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Education Secretary Meddles in Middle East Studies

It’s Betsy’s world and scholars just live in it.

Bill Raden

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DeVos
Betsy DeVos photo by Win McNamee/Getty Images

Your DeVosian/Paleozoic outrage of the week: In a move widely condemned as an assault on university academic freedom, U.S. Secretary of Education Betsy DeVos last week threatened to withhold Title VI monies from Duke University and the University of North Carolina at Chapel Hill unless the schools redirect the “ideological priorities” of their Middle East studies program — which includes college recruitment courses aimed at students in Arab countries — from promoting “the positive aspects of Islam” to doing the same for Christianity and Judaism. The threat, made in an August 29 letter, ordered the Duke–UNC Consortium for Middle East Studies to revise its courses by September 22 or risk losing future funding from the National Resource Centers program, which provides grants “to establish, strengthen, and operate language and area or international studies centers.” UNC responded last Friday in a letter that disputed the bias accusations and defended the Middle East studies program, saying it has been a leader in Middle Eastern language studies for years.


Learning Curves” is a weekly roundup of news items, profiles and dish about the intersection of education and inequality. Send tips, feedback and announcements of upcoming events to braden@capitalandmain.com, @BillRaden.


It’s the poverty, stupid. Ed researchers rarely talk about school-punishing performance accountability plans like the California Charter Schools Association’s School Performance Framework scheme without also raising two inconvenient truths about California’s highly class- and race-segregated schools: The first is how much it costs in the real world to give all California kids the kind of learning opportunities that the parents and grandparents of white Californians enjoyed in the 1960s and ‘70s; the second is the fact that Golden State achievement gaps between black, Hispanic and white students are “completely accounted for” by the poverty level of students in a school. A 2018 study by Stanford University and Policy Analysis for California Education (PACE) calculated the state would need to raise K-12 spending by 38 percent — or $25.6 billion — to give kids the adequate resources and support needed to reach the academic goals set by the State Board of Education. And this week, a research team led by Stanford Graduate School of Education’s Sean Reardon published new findings, which reiterate that racial differences in school poverty and the way California concentrates black and brown students explain why richer schools are, on average, more effective than poorer schools. Reardon & Co.’s takeaway? The more segregated the school district, the more likely that white-concentrated schools will have more experienced teachers and more gifted and talented programs.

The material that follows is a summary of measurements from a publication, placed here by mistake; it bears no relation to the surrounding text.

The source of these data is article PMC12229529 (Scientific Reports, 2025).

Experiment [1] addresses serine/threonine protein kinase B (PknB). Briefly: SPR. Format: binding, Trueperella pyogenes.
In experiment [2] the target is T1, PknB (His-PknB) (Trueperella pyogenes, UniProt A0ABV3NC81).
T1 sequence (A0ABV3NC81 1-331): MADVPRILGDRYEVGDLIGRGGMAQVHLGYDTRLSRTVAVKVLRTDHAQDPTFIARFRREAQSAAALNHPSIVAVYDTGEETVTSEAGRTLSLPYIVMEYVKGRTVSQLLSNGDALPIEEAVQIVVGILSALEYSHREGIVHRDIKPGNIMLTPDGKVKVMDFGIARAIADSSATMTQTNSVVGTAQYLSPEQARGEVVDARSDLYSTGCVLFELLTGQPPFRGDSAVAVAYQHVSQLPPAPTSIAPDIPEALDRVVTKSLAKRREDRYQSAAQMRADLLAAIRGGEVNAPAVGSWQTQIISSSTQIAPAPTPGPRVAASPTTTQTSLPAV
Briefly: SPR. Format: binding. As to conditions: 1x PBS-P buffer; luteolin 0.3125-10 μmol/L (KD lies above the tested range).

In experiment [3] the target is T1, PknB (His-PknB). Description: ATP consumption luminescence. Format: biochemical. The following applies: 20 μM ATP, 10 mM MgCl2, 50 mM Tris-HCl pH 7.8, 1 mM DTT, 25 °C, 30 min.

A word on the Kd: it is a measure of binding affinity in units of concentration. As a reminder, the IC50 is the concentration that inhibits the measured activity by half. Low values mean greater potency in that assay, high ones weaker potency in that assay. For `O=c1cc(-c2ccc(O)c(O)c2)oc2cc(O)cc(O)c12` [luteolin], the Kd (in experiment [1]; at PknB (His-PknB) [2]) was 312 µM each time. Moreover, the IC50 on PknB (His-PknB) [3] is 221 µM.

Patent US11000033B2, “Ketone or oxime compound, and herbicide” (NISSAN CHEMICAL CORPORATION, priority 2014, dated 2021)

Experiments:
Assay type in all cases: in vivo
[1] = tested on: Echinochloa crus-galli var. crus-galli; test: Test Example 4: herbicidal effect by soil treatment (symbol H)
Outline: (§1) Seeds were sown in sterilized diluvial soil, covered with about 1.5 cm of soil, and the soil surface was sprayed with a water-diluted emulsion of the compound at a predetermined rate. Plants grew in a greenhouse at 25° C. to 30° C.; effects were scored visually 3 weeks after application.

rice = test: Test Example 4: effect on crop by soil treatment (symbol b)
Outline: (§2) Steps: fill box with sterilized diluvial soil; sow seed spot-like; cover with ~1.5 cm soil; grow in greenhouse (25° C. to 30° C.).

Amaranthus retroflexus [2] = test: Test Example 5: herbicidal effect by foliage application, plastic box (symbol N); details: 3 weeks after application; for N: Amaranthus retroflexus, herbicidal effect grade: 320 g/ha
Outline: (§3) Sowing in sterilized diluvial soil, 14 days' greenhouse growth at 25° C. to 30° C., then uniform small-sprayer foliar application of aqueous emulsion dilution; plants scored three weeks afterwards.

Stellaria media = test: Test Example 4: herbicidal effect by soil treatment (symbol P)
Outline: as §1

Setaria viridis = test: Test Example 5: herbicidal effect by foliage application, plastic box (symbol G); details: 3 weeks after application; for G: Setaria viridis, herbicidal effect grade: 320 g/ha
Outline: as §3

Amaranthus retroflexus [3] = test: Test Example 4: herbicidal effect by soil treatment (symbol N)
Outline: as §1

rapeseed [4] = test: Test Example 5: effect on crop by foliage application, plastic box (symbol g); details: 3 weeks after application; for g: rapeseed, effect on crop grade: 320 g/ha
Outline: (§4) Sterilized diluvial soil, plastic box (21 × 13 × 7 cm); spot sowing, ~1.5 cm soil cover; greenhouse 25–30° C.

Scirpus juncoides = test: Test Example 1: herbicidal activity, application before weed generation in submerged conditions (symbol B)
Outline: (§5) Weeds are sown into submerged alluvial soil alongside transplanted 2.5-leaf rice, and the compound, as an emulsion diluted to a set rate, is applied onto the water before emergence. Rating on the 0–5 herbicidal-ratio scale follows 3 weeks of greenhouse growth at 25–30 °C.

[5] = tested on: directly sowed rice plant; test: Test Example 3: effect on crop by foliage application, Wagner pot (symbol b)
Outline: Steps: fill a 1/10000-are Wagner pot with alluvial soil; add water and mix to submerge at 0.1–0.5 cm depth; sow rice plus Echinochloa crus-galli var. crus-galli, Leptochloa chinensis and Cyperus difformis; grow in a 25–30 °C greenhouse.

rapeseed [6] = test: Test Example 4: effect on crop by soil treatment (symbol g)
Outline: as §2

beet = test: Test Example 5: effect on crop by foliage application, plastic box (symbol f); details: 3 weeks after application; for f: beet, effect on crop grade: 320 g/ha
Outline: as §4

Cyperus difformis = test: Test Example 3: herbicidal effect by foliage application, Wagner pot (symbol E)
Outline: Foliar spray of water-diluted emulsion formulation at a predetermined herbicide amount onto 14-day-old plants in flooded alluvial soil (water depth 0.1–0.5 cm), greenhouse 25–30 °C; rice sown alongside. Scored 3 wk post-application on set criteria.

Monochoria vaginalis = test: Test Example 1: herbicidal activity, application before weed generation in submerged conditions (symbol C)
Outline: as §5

Ever since University of California President Janet Napolitano’s September 18 retirement announcement, state political leaders have lavished her leadership of the nation’s preeminent public research university system with valentines. Napolitano, of course, was an experienced public administrator who became the first woman to lead the system in its 150-year history. But to her many critics, she was also a non-academic whose tenure has hardly improved the UC’s finest hours when it comes to access, degree capacity and diversity, or to maintaining the UC as a democratizing force in the California economy. Which is why the week’s best Napolitano postmortem may be the cautionary post by UC Santa Barbara American studies professor Christopher Newfield on the Remaking the University blog he writes with UCLA history professor Michael Meranze. Coincidentally coming out on the day of Napolitano’s announcement, Newfield zeroes in on the president’s recent commitment to increase UC degree production by 200,000 additional diplomas by 2030 for a total of 1.2 million. But for a university that, under Napolitano, has already suffered undergraduate overcrowding, Newfield warns that promising a 20 percent degree increase without securing the attendant needed resources is a recipe for transforming the UC into a degree mill.


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